Sugarbush, VT, also shared a video of it snowing. Awesome.

Winter's coming. And not just to the west.


Cloud Precipitation

Fiona makes landfall in Canada, leaving hundreds of thousands without power

Hurricane Fiona arrived in Nova Scotia
© Craig Paisley/CBC
Hurricane Fiona arrived in Nova Scotia as a post-tropical storm. This Halifax home had trees downed in front of it early Saturday morning.
One of the strongest storms ever to hit Canada slammed into Nova Scotia's coastline early Saturday, leaving hundreds of thousands of people without power.

Former Hurricane Fiona made landfall early on Saturday morning over Guysborough county on the northeast corner of mainland Nova Scotia, Canada's weather service said. There were maximum sustained winds of almost 81 mph, while peak gusts of over 100 mph were detected, it added.

It is the lowest pressured land falling storm on record in Canada, according to the Canadian Hurricane Center, which also described hurricane-force gusts battering the area. More than 40% of the population in Nova Scotia is affected by power outages, according to utility company Nova Scotia power.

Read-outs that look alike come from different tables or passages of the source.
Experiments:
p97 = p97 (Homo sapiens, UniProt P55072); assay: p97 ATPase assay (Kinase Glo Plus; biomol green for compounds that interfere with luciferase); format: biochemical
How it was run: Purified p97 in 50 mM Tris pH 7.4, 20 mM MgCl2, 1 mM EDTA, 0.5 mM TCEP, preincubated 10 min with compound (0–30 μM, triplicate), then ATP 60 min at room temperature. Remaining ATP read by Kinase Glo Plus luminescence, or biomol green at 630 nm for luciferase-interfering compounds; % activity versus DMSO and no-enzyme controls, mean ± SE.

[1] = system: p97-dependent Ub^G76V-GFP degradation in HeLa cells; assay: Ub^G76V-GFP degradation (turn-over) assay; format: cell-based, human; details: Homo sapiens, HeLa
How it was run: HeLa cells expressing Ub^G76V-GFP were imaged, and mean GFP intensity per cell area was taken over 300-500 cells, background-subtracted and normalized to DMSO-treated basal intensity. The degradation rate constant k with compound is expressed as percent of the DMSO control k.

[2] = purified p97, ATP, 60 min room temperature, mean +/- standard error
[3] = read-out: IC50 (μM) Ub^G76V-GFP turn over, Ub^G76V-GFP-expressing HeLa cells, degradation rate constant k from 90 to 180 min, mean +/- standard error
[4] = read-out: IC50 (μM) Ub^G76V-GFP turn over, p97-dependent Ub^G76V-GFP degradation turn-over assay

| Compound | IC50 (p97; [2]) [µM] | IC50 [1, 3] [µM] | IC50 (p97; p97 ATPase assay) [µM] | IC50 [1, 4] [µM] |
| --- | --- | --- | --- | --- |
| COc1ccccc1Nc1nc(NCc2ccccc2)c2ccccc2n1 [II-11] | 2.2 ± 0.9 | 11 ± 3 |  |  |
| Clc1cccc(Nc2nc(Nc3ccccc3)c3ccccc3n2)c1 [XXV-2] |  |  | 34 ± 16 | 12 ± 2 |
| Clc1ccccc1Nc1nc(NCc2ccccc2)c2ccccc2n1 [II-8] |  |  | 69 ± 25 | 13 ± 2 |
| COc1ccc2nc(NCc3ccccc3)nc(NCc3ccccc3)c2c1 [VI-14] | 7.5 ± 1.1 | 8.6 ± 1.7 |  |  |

Previously a hurricane, the National Hurricane Center declared that Fiona morphed into a post-tropical cyclone as it bolted north, exhibiting characteristics of storms with both tropical and high-latitude pedigree.


Cloud Precipitation

Typhoon lashes central Japan killing two

A house where a man died after being caught in a landslide, in Kakegawa, Shizuoka Prefecture, on Saturday.
© KYODO
A house where a man died after being caught in a landslide, in Kakegawa, Shizuoka Prefecture, on Saturday.
A typhoon lashed central Japan on Saturday with torrential rain and fierce winds, killing two and leaving tens of thousands of households without power, the Kyodo news agency reported.